The wrongful conviction and eventual exoneration of Michael Morton is fairly well-known.  He spent 25 years in prison for the murder of his wife and was exonerated by DNA testing.  An investigation also revealed that the prosecution had withheld evidence supporting his innocence.  The outcry has led to charges being filed against the prosecutor who tried Morton and legislative reforms aimed at preventing future wrongful convictions.

The societal and personal costs were always known but the actual dollar amount had never been revealed.  Now, the Austin American-Statesman has published an article stating that the county has spent $158,000 in costs associated with Morton’s case (but not including Morton’s 1987 trial).   The costs included the trial of the real perpetrator (Mark Norwood) and some costs for the court of inquiry for the original prosecutor.

The Statesman broke down the costs as follows:

“The Norwood trial cost $153,176.24,  [Williamson County assistant auditor Julie] Kiley said. The trial was held in San Angelo because of publicity about the case in Williamson County.

Since the state reimbursed the county $7,530.31 for witness travel and accommodation, the net cost of the trial for Williamson County was $145,879.84, Kiley said. That net cost included:

  • $109,179.02 for two court-appointed attorneys for Norwood and $16,037.50 for DNA testing, she said.
  • $1,672.82 for jury expenses, copy charges or supplies needed by the clerk or the judge.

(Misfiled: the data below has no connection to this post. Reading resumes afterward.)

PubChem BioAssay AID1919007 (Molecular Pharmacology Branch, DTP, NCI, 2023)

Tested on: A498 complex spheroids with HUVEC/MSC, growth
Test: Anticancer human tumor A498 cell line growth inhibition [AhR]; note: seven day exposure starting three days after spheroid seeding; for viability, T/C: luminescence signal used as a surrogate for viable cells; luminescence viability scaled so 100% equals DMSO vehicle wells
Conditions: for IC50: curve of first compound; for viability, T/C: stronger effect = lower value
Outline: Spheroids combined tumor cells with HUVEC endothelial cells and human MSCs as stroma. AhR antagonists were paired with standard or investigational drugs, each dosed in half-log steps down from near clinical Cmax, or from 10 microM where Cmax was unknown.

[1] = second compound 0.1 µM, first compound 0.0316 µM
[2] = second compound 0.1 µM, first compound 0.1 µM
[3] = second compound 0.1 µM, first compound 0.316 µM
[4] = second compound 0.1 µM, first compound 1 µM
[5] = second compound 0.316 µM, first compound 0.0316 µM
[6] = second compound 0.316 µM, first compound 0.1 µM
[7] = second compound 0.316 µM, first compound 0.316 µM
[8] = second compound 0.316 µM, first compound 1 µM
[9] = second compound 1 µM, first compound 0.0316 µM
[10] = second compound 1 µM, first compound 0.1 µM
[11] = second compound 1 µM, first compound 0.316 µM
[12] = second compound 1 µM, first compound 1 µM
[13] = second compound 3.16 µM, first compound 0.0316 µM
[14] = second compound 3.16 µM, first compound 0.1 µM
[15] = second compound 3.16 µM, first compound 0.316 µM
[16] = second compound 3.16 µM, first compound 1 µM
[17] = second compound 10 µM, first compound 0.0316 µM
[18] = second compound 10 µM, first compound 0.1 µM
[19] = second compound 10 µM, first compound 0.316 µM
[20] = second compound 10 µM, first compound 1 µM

• $18,990.50 for the lodging and travel expenses for the county employees involved in the trial and the witness expenses not reimbursed by the state.

Kiley said the costs of the Norwood trial were paid from the county’s general fund.

“Past murder trials have cost the county about this same amount,” Kiley said. “The county budgets for contingencies each fiscal year as we know there will be unplanned expenses that will occur.”

Williamson County also paid $12,780 for the court of inquiry, which included the costs of transcripts, court reporting and the expenses of Judge Louis Sturns and visiting Judge Sid Harle, Kiley said.

The county has not yet received the bill for the legal work, travel and expenses of Rusty Hardin, an attorney who presented evidence in the court of inquiry, Kiley said.

Sturns has agreed to accept indigent rates for his work. The indigent rate for a court-appointed attorney rate for a bench trial is $1,000 a day, Kiley said.”

Compared to the budgets of major cities, $158,000 may not seem a lot.  But for any cash-strapped county, any extra money spent means money not well spent.  Simply put, wrongful convictions end up costing the taxpayers money and not just from any compensation award or civil suit settlement by the county.  You must include the trial of the real perpetrator, any investigations into the wrongful conviction, and the court costs of the evidentiary hearings.

Compare these costs to the costs of implementing reforms such as recording interrogations or preventing the backlog of testing rape kits.  The cost of being wrong is much, much higher than the cost of prevention.